Using FTP for Increased Productivity

Filed under: Workflow FANUC

One of the easiest ways to save time while working on a FANUC robot is to become familiar with an FTP client. The addition of the USB port on the Teach Pendant helped bring most people out of the dark ages of lugging PCMCIA cards around (although many people still use them), but even USB sticks aren’t the fastest way to get files to and from your robots.

For those unfamiliar with the concept, FTP stands for File Transfer Protocol; it’s basically a method for getting files from one computer to another. One computer (like the robot controller) runs an FTP server and waits for FTP clients (like your laptop) to connect and issue commands. You have commands for getting a list of files, downloading files, uploading files, creating directories, etc. As long as your laptop is on the same network as your robot, you’re good to go.

There are many GUI-based FTP clients out there, but I find it easiest to just use the command line. For the example below, I’ll assume you’re running Windows.

  1. Open up a Command Prompt
  2. Type ‘ftp robot_ip_address’
  3. Wait for it to ask you to login
  4. Assuming you haven’t set a username/password, just hit enter.

Downloading Files

Voila! Your FTP client is connected to the robot’s FTP server. Now what? Well, let’s say you want to see the current error history.


  ftp> get errall.ls

You just “got” the errall.ls file from the robot which lists all the recent alarms. What if you wanted to backup all your TP programs?


  ftp> bin
  ftp> prompt
  ftp> mget *.tp
  ftp> quit

Whoah… bin? prompt? mget? What do those do? I’ll explain them briefly here, but in case you forget, you can always type ‘help’ or ‘help bin’ to see what your FTP client says about them.

The ‘bin’ command sets the transfer type to binary. TP files are a binary format. If you open them up in a text editor, you’re not going to be able to read them, but the robot reads them just fine. By setting the transfer type to binary, you’re going to be downloading the file in its original format. Google is your friend if you want more information on that.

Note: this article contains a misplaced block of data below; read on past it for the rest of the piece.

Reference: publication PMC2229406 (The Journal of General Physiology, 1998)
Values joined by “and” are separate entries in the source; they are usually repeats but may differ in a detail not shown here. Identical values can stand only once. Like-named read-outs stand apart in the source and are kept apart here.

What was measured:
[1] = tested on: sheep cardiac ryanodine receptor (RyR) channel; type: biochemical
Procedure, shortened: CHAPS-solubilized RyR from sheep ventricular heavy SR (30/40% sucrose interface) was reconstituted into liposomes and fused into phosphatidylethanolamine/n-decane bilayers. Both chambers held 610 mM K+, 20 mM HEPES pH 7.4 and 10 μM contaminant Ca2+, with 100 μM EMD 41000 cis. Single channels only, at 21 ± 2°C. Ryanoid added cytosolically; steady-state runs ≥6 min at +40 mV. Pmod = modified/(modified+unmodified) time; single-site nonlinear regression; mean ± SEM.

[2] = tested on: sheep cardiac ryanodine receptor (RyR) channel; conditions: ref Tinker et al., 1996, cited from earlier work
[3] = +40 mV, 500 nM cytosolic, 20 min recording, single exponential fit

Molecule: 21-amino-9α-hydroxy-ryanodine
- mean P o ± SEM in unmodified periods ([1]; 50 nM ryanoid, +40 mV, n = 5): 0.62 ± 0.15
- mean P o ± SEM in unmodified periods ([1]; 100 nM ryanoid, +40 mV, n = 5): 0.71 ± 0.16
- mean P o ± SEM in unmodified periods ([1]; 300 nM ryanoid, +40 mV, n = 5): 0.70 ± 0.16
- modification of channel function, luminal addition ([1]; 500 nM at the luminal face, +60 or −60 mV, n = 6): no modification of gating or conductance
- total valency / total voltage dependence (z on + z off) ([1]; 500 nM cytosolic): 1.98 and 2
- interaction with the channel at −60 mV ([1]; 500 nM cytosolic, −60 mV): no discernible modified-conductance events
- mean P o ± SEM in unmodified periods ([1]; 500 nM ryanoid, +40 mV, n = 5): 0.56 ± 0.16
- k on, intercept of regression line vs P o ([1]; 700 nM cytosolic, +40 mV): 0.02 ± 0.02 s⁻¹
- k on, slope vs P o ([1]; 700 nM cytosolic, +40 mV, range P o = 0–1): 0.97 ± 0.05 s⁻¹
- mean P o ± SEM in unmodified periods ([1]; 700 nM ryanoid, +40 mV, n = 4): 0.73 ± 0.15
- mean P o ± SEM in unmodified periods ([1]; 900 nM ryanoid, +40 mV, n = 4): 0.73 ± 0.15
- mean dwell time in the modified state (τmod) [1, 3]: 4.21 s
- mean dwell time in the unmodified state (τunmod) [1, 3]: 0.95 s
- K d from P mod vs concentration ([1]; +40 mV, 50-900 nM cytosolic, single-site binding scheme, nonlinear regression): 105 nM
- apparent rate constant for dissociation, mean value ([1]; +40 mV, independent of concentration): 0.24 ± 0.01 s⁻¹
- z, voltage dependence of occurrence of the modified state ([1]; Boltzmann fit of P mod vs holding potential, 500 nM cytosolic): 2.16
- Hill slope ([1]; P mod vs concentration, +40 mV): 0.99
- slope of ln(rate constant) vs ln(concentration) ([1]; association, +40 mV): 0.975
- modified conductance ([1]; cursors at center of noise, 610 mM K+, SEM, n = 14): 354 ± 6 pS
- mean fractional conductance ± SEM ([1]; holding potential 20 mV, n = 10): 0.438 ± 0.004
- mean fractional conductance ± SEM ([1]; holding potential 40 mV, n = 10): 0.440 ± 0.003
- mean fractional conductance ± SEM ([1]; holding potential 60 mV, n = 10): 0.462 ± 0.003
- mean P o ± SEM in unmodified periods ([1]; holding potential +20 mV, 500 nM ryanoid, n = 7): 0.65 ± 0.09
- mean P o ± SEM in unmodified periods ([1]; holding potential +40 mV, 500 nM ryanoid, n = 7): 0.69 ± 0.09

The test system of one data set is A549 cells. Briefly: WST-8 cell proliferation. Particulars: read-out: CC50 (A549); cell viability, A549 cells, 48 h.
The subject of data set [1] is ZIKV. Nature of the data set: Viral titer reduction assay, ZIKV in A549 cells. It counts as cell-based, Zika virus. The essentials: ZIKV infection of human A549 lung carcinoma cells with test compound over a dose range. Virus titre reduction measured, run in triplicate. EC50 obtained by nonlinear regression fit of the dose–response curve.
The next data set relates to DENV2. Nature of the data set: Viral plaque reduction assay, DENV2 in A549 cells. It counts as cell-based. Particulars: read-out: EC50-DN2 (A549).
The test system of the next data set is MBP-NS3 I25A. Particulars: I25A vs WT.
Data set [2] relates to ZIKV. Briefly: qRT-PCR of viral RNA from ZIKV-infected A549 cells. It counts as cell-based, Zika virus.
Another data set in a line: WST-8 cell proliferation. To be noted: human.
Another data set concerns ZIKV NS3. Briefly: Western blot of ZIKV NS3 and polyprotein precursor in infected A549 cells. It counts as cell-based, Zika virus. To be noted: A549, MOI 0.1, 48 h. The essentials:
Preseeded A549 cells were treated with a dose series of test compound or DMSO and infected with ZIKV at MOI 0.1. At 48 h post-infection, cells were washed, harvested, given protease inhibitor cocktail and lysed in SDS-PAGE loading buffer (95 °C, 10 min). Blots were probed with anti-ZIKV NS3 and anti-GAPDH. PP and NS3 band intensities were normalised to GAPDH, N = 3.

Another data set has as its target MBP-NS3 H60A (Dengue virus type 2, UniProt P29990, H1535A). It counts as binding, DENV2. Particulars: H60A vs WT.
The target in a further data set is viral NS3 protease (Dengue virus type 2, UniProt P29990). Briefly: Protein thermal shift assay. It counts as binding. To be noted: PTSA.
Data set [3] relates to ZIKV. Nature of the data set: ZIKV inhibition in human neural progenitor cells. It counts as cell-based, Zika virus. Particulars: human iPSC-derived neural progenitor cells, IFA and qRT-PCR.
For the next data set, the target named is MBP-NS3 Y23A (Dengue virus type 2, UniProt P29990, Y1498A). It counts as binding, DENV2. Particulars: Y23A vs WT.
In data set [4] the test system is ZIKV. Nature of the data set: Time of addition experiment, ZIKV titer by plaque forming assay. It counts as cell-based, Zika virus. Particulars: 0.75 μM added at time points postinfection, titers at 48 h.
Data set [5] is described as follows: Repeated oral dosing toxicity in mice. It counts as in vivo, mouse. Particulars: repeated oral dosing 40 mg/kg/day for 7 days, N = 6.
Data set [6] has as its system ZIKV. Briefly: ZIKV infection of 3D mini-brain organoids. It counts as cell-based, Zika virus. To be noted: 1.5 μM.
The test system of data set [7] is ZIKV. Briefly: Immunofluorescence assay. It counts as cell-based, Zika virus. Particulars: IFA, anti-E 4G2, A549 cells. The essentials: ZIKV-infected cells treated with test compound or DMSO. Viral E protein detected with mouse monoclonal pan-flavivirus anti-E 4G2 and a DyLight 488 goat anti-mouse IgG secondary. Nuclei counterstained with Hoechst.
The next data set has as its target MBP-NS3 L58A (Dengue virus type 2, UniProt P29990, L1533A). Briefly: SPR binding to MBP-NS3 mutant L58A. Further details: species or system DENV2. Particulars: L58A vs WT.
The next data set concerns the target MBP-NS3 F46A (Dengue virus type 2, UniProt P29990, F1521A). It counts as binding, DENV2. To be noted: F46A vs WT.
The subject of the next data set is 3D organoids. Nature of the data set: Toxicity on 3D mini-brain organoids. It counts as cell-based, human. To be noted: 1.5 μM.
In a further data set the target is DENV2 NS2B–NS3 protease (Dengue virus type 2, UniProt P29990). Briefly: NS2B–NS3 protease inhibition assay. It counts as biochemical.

The ‘prompt’ command saves you from having to answer ‘y’ to each file download. It toggles whether or not the FTP client should ask you to confirm downloads/uploads.

The ‘mget’ command stands for ‘multiple get.’ You can use an asterisk as a wildcard character and the client will attempt to download any files that match.

Uploading files

It’s very easy to upload files too. Just remember that all of these operations take place within the current working directory when you started the FTP client. You can always see your current directory by using the ‘lcd’ command.

Let’s say you have a modified version of your MAIN.TP file, and you want to upload it.


  > ftp robot_id
  ftp> (enter to login)
  ftp> bin
  ftp> put main.tp
  ftp> quit

Easy as pie. Lets say you wanted to update the robot with a whole directory’s worth of TP files:


  > ftp robot_id
  ftp> (enter to login)
  ftp> bin
  ftp> prompt
  ftp> mput *.tp
  ftp> quit

Magic. One thing to note is that you might see errors while uploading if the Teach Pendant is currently running or editing the file you’re trying to upload. Make sure to do a FCTN > Abort all and even SELECT another program before attempting to upload a newer version.

Use the ‘help’ command to find out more about all the commands. There aren’t very many. I promise you’ll thank me when you stop having to worry about losing your USB stick and using the cumbersome FILE menu.


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